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crowd of others came out to meet us.    The villa
was filled up and so we had to stay at the house next
door.    This house was let out in rooms by an Aus-
trian Countess.    It had been sequestrated during
the War.   The Countess was a very beautiful woman
with white hair.   My friend had a room at the back.
I thought the whole place most sinister.   The room
had a padded door with a tiny window in it that had
bars for someone to peep through at the occupant
of the room.   All the windows and cupboards had
wires over them;  in fact it was a complete padded
cell.    My room opened out of it and faced the sea.
Outside was a small conservatory and then a garden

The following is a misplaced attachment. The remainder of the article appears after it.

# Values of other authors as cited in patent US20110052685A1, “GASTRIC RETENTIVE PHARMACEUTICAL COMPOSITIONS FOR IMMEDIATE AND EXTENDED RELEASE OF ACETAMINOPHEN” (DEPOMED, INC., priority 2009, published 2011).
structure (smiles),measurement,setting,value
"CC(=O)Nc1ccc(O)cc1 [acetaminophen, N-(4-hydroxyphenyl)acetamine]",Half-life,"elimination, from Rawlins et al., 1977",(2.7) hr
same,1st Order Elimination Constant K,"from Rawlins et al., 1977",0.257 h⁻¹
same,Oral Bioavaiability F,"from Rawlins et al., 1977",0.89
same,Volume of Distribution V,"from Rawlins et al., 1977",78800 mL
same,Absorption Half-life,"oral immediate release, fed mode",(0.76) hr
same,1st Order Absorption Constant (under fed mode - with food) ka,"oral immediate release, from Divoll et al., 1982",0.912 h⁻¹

leading down to the sea-shore.   At this time the
Casino at Juan les Pins was only partially construc-
ted.  The beach was nearly empty most of the time.
We had our meals with the Prince M. and his party.
There was a Russian Baroness staying there who had
gone through the War in the Russian Army as a
Cossack orderly to a general.   She had won the St.
George's Cross.   I saw a photograph of her in her
uniform. She came from the Caucasus and was short
but very strong.   She gave me a Cossack's coat and
some cigarettes.   All the servants were Russians and
in the evenings we would sit round a charcoal fire in
the garden with our legs crossed and cook " Shlas-
lik," which is mutton and bacon put on a long
skewer and held over the burning charcoal.    We
looked  like  a  gipsy encampment.    The  Russian
servants had mostly been officers during the War
and had either to be servants or to keep restaurants.
When the whole party went into Nice the servants
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